Year in, year out, the Festival brings you a programme of contemporary performances: innovative languages, bizarre universes, strange and original forms that speak to the imagination.

The Festival is a collection of shows that hinge on a certain idea, presented as an object of thought, inventiveness or a sharing of fantasy. As years went on, dance has begun to feature more strongly in the Festival, undoubtedly because it is a freer and more creative form of expression.

Every year, the Festival centres on a new theme, raising a new question and encouraging spectators to consider the issue on hand in a new light via the connections, the emotional paths and any suggested reading they are offered. On the basis of their own impressions and insights, spectators can find a connection between performances that vary greatly in style but touch on quite similar topics.


Spiral of Dream

Because dreams often coil around themselves like a spiral, like our double-ended dreams. Because dreams fuel fantasy, engage the imagination and sweep us away and beyond ourselves like a powerful force that can open up all possibilities, from the frightening to the marvellous. Drawing their inspiration from reality, dreams displace it and shift it into a mode where they substitute their own logic, thought and references. Dreams suggest a moment of suspended life where everything is hearing, seeing, and speaking to the unspeakable.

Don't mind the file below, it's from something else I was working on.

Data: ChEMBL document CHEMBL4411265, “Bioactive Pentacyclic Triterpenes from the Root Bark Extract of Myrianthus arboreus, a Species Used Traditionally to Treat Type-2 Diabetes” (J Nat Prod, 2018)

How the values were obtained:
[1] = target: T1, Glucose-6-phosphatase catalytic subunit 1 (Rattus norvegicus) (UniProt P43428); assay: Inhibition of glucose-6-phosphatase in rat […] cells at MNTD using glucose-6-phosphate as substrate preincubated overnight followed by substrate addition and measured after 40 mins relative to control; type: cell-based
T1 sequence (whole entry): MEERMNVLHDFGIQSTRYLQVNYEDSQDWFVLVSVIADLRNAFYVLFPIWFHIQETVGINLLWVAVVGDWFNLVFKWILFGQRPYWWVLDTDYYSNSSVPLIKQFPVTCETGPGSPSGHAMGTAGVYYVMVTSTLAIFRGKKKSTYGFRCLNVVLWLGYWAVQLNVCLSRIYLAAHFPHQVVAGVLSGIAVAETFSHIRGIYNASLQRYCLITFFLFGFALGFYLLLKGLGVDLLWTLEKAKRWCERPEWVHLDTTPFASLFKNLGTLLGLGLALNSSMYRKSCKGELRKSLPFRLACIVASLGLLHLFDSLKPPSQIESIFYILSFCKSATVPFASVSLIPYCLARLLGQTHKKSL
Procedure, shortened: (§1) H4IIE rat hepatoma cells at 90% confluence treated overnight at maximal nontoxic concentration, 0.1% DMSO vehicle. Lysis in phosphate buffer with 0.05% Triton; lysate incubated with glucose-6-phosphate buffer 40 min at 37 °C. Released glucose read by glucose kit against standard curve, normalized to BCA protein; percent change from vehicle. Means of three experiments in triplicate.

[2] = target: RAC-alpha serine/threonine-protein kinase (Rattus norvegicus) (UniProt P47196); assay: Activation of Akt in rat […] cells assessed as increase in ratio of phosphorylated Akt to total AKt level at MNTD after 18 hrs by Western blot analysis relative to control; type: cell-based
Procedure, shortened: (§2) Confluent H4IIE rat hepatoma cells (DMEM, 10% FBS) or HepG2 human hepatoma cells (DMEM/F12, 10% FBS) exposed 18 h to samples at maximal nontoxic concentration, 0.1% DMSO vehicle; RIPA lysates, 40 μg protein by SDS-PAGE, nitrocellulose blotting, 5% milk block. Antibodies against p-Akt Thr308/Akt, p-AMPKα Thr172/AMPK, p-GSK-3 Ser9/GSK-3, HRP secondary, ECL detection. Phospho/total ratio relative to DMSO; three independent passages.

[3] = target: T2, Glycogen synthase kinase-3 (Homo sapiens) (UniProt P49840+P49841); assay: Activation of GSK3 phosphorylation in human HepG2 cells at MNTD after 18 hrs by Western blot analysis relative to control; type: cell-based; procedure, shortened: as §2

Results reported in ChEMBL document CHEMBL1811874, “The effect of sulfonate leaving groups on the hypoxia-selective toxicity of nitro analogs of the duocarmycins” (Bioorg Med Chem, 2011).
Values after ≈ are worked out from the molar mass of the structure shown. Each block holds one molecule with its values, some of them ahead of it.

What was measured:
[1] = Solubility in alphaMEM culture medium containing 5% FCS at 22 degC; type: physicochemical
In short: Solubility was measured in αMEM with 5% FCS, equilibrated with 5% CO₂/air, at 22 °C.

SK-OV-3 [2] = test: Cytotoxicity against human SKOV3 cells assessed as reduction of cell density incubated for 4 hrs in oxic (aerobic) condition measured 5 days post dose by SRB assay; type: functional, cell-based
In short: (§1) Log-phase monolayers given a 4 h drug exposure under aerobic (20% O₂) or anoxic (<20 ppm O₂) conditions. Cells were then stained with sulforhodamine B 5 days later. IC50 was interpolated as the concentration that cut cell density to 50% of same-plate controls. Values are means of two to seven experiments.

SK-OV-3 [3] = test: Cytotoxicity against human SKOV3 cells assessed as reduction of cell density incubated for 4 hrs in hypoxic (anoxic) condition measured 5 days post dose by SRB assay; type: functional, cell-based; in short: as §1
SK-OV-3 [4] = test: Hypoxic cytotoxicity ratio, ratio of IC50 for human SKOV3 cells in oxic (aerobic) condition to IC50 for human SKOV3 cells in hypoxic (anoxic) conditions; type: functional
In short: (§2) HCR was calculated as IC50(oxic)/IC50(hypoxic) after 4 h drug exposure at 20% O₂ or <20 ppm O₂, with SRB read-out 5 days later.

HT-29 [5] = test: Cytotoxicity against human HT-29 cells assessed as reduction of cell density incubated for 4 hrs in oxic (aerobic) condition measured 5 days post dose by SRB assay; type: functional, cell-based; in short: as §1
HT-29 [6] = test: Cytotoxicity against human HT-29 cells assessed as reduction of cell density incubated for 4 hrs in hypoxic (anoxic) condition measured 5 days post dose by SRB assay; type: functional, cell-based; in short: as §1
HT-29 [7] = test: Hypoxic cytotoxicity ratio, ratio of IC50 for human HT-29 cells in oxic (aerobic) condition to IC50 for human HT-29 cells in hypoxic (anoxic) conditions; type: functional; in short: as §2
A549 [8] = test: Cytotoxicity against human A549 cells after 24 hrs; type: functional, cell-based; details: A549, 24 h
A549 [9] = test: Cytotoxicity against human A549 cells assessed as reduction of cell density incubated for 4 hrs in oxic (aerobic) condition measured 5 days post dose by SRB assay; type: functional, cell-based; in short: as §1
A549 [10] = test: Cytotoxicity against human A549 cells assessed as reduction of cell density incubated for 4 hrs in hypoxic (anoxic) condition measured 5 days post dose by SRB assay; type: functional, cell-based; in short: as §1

Is this why, today, dreams appear as a declining commodity? Is the current mood only the effect of reality, the attempt to force fiction to fit in with the facts, with the right thinking, and with fashionable stereotypes? We cannot, we do not want to believe it.

Dreams and the imaginary are our compasses. As dreamers, we will be active, just as the festival’s performances enjoin us. The artists’ desire is to lead us into a space where meaning is not restricted to the constraints of rationality. In these troubled times, dreams are not refuges, they are essential.

Patrick Bonté
General and artistic direction

Image (c) Max Slobodda